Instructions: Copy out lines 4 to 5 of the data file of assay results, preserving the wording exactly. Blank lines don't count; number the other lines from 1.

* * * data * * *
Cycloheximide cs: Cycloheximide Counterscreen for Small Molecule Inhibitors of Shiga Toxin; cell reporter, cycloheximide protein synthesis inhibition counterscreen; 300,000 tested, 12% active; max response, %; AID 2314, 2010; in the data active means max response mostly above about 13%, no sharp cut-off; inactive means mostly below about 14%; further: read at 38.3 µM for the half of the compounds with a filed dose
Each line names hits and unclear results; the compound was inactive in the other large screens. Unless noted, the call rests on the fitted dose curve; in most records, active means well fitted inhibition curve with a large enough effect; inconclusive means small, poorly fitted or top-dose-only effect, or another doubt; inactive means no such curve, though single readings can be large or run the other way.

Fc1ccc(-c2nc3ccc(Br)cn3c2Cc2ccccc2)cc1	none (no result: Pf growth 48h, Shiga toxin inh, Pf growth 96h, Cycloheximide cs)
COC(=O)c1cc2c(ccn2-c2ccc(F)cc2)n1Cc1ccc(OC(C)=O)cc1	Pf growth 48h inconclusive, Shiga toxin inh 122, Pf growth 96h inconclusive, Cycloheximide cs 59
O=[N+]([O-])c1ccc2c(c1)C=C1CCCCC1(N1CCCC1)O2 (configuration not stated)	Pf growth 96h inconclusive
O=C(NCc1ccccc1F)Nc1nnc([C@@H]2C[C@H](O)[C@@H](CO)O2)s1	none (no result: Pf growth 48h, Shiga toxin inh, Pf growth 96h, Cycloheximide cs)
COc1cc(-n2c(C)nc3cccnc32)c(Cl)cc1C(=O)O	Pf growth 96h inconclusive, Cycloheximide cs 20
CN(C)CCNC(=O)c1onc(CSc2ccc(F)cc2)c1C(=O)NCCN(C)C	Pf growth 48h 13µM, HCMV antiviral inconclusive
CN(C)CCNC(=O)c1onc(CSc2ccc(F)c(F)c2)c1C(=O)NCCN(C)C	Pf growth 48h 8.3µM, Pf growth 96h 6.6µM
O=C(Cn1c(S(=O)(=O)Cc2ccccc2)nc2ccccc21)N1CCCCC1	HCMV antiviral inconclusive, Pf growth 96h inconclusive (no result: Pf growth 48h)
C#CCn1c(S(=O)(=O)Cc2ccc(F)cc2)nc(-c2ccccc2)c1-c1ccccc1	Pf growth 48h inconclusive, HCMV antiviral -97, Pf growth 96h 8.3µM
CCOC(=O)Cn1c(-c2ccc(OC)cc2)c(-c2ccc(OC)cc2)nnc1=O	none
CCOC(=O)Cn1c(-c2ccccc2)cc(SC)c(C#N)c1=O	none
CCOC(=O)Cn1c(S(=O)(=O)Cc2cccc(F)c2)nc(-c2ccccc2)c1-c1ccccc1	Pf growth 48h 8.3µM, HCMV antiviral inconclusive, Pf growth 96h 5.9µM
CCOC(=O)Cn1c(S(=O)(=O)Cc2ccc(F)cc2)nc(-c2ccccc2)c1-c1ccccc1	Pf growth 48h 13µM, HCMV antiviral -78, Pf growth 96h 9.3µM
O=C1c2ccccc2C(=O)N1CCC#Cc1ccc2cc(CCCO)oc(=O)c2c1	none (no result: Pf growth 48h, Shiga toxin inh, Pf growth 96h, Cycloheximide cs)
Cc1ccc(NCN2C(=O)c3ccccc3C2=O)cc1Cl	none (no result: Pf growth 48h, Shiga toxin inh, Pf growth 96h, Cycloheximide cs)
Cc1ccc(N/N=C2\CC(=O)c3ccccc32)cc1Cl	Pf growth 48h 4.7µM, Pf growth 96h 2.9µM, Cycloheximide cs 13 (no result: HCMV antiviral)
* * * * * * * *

COC(=O)c1cc2c(ccn2-c2ccc(F)cc2)n1Cc1ccc(OC(C)=O)cc1	Pf growth 48h inconclusive, Shiga toxin inh 122, Pf growth 96h inconclusive, Cycloheximide cs 59
O=[N+]([O-])c1ccc2c(c1)C=C1CCCCC1(N1CCCC1)O2 (configuration not stated)	Pf growth 96h inconclusive